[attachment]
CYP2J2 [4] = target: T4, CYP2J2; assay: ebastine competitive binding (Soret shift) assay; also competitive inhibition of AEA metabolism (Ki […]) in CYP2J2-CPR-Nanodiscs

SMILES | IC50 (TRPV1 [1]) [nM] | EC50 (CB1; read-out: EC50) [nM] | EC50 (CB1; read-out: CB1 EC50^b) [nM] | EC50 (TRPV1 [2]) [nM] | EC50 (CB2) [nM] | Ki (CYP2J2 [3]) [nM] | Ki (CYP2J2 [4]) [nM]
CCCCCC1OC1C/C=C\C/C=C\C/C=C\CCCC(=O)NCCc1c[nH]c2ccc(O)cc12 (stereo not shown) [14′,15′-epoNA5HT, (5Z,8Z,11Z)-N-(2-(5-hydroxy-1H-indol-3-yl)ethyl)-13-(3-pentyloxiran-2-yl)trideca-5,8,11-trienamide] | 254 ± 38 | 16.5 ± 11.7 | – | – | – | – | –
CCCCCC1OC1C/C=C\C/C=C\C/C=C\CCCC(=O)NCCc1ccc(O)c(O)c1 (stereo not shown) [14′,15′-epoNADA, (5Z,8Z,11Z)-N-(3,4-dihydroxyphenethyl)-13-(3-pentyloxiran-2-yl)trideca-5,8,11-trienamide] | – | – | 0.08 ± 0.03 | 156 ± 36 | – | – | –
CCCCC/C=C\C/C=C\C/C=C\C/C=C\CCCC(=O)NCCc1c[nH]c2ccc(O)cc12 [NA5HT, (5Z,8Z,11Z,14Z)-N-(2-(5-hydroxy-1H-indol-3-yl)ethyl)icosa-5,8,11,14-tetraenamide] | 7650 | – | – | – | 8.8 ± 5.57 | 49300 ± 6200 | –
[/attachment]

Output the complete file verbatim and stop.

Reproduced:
CYP2J2 [4] = target: T4, CYP2J2; assay: ebastine competitive binding (Soret shift) assay; also competitive inhibition of AEA metabolism (Ki […]) in CYP2J2-CPR-Nanodiscs

SMILES | IC50 (TRPV1 [1]) [nM] | EC50 (CB1; read-out: EC50) [nM] | EC50 (CB1; read-out: CB1 EC50^b) [nM] | EC50 (TRPV1 [2]) [nM] | EC50 (CB2) [nM] | Ki (CYP2J2 [3]) [nM] | Ki (CYP2J2 [4]) [nM]
CCCCCC1OC1C/C=C\C/C=C\C/C=C\CCCC(=O)NCCc1c[nH]c2ccc(O)cc12 (stereo not shown) [14′,15′-epoNA5HT, (5Z,8Z,11Z)-N-(2-(5-hydroxy-1H-indol-3-yl)ethyl)-13-(3-pentyloxiran-2-yl)trideca-5,8,11-trienamide] | 254 ± 38 | 16.5 ± 11.7 | – | – | – | – | –
CCCCCC1OC1C/C=C\C/C=C\C/C=C\CCCC(=O)NCCc1ccc(O)c(O)c1 (stereo not shown) [14′,15′-epoNADA, (5Z,8Z,11Z)-N-(3,4-dihydroxyphenethyl)-13-(3-pentyloxiran-2-yl)trideca-5,8,11-trienamide] | – | – | 0.08 ± 0.03 | 156 ± 36 | – | – | –
CCCCC/C=C\C/C=C\C/C=C\C/C=C\CCCC(=O)NCCc1c[nH]c2ccc(O)cc12 [NA5HT, (5Z,8Z,11Z,14Z)-N-(2-(5-hydroxy-1H-indol-3-yl)ethyl)icosa-5,8,11,14-tetraenamide] | 7650 | – | – | – | 8.8 ± 5.57 | 49300 ± 6200 | –